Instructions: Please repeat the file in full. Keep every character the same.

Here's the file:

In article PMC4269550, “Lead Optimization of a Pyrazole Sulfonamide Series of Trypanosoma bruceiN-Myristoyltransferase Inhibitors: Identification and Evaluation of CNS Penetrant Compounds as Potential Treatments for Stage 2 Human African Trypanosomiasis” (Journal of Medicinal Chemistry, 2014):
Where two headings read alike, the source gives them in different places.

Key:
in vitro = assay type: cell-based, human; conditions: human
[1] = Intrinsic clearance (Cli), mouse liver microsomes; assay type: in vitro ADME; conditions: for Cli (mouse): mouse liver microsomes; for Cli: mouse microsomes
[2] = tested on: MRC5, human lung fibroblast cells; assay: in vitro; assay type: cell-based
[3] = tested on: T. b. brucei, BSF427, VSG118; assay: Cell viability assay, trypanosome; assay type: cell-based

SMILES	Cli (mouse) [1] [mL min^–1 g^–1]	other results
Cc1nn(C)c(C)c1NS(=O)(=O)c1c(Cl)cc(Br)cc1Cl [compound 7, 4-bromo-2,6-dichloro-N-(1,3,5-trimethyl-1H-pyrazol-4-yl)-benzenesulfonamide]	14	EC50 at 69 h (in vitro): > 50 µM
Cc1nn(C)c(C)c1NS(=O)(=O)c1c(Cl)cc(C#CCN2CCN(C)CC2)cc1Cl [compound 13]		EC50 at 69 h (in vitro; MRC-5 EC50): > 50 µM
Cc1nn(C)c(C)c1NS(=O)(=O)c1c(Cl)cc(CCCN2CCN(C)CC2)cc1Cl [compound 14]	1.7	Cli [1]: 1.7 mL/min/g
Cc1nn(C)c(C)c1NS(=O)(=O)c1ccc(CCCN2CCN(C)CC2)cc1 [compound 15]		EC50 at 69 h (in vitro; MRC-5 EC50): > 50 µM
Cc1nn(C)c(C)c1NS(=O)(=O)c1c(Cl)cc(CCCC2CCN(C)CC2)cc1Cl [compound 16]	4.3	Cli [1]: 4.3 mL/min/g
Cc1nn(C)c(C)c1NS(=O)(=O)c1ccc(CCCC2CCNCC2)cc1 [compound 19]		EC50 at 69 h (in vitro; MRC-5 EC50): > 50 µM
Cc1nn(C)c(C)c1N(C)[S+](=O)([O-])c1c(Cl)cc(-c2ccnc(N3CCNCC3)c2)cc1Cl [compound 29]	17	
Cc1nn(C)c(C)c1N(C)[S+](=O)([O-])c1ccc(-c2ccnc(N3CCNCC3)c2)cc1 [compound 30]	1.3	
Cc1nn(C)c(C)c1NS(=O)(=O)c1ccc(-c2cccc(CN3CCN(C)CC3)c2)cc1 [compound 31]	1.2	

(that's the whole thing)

In article PMC4269550, “Lead Optimization of a Pyrazole Sulfonamide Series of Trypanosoma bruceiN-Myristoyltransferase Inhibitors: Identification and Evaluation of CNS Penetrant Compounds as Potential Treatments for Stage 2 Human African Trypanosomiasis” (Journal of Medicinal Chemistry, 2014):
Where two headings read alike, the source gives them in different places.

Key:
in vitro = assay type: cell-based, human; conditions: human
[1] = Intrinsic clearance (Cli), mouse liver microsomes; assay type: in vitro ADME; conditions: for Cli (mouse): mouse liver microsomes; for Cli: mouse microsomes
[2] = tested on: MRC5, human lung fibroblast cells; assay: in vitro; assay type: cell-based
[3] = tested on: T. b. brucei, BSF427, VSG118; assay: Cell viability assay, trypanosome; assay type: cell-based

SMILES	Cli (mouse) [1] [mL min^–1 g^–1]	other results
Cc1nn(C)c(C)c1NS(=O)(=O)c1c(Cl)cc(Br)cc1Cl [compound 7, 4-bromo-2,6-dichloro-N-(1,3,5-trimethyl-1H-pyrazol-4-yl)-benzenesulfonamide]	14	EC50 at 69 h (in vitro): > 50 µM
Cc1nn(C)c(C)c1NS(=O)(=O)c1c(Cl)cc(C#CCN2CCN(C)CC2)cc1Cl [compound 13]		EC50 at 69 h (in vitro; MRC-5 EC50): > 50 µM
Cc1nn(C)c(C)c1NS(=O)(=O)c1c(Cl)cc(CCCN2CCN(C)CC2)cc1Cl [compound 14]	1.7	Cli [1]: 1.7 mL/min/g
Cc1nn(C)c(C)c1NS(=O)(=O)c1ccc(CCCN2CCN(C)CC2)cc1 [compound 15]		EC50 at 69 h (in vitro; MRC-5 EC50): > 50 µM
Cc1nn(C)c(C)c1NS(=O)(=O)c1c(Cl)cc(CCCC2CCN(C)CC2)cc1Cl [compound 16]	4.3	Cli [1]: 4.3 mL/min/g
Cc1nn(C)c(C)c1NS(=O)(=O)c1ccc(CCCC2CCNCC2)cc1 [compound 19]		EC50 at 69 h (in vitro; MRC-5 EC50): > 50 µM
Cc1nn(C)c(C)c1N(C)[S+](=O)([O-])c1c(Cl)cc(-c2ccnc(N3CCNCC3)c2)cc1Cl [compound 29]	17	
Cc1nn(C)c(C)c1N(C)[S+](=O)([O-])c1ccc(-c2ccnc(N3CCNCC3)c2)cc1 [compound 30]	1.3	
Cc1nn(C)c(C)c1NS(=O)(=O)c1ccc(-c2cccc(CN3CCN(C)CC3)c2)cc1 [compound 31]	1.2	